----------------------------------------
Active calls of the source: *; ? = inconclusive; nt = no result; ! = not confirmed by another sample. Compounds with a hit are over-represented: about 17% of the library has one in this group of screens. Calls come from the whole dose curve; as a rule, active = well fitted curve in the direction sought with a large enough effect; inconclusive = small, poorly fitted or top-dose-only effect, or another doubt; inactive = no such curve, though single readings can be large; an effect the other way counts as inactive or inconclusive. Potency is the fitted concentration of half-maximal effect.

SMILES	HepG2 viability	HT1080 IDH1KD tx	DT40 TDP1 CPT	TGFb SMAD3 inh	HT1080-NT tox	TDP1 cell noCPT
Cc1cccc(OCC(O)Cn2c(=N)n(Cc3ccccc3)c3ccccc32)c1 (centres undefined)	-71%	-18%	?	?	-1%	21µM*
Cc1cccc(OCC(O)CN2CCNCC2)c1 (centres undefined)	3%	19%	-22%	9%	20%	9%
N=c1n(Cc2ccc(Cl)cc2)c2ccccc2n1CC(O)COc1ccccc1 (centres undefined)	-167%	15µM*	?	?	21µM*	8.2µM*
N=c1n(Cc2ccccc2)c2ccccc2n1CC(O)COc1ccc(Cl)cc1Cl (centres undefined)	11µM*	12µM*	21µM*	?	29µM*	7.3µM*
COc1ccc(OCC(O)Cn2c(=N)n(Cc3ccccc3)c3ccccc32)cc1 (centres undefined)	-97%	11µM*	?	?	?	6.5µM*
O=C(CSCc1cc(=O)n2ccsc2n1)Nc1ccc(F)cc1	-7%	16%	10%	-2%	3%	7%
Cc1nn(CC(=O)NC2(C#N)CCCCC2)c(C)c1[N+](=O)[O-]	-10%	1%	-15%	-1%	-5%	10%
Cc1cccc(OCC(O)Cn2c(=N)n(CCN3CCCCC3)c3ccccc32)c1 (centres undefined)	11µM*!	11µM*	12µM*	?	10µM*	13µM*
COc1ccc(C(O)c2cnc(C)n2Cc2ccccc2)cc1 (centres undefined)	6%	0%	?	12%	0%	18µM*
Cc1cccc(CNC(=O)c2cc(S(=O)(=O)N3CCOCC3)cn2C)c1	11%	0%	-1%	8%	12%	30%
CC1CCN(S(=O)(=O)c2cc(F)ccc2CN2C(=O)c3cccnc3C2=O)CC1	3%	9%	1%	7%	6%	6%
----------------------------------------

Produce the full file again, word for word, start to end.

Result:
Active calls of the source: *; ? = inconclusive; nt = no result; ! = not confirmed by another sample. Compounds with a hit are over-represented: about 17% of the library has one in this group of screens. Calls come from the whole dose curve; as a rule, active = well fitted curve in the direction sought with a large enough effect; inconclusive = small, poorly fitted or top-dose-only effect, or another doubt; inactive = no such curve, though single readings can be large; an effect the other way counts as inactive or inconclusive. Potency is the fitted concentration of half-maximal effect.

SMILES	HepG2 viability	HT1080 IDH1KD tx	DT40 TDP1 CPT	TGFb SMAD3 inh	HT1080-NT tox	TDP1 cell noCPT
Cc1cccc(OCC(O)Cn2c(=N)n(Cc3ccccc3)c3ccccc32)c1 (centres undefined)	-71%	-18%	?	?	-1%	21µM*
Cc1cccc(OCC(O)CN2CCNCC2)c1 (centres undefined)	3%	19%	-22%	9%	20%	9%
N=c1n(Cc2ccc(Cl)cc2)c2ccccc2n1CC(O)COc1ccccc1 (centres undefined)	-167%	15µM*	?	?	21µM*	8.2µM*
N=c1n(Cc2ccccc2)c2ccccc2n1CC(O)COc1ccc(Cl)cc1Cl (centres undefined)	11µM*	12µM*	21µM*	?	29µM*	7.3µM*
COc1ccc(OCC(O)Cn2c(=N)n(Cc3ccccc3)c3ccccc32)cc1 (centres undefined)	-97%	11µM*	?	?	?	6.5µM*
O=C(CSCc1cc(=O)n2ccsc2n1)Nc1ccc(F)cc1	-7%	16%	10%	-2%	3%	7%
Cc1nn(CC(=O)NC2(C#N)CCCCC2)c(C)c1[N+](=O)[O-]	-10%	1%	-15%	-1%	-5%	10%
Cc1cccc(OCC(O)Cn2c(=N)n(CCN3CCCCC3)c3ccccc32)c1 (centres undefined)	11µM*!	11µM*	12µM*	?	10µM*	13µM*
COc1ccc(C(O)c2cnc(C)n2Cc2ccccc2)cc1 (centres undefined)	6%	0%	?	12%	0%	18µM*
Cc1cccc(CNC(=O)c2cc(S(=O)(=O)N3CCOCC3)cn2C)c1	11%	0%	-1%	8%	12%	30%
CC1CCN(S(=O)(=O)c2cc(F)ccc2CN2C(=O)c3cccnc3C2=O)CC1	3%	9%	1%	7%	6%	6%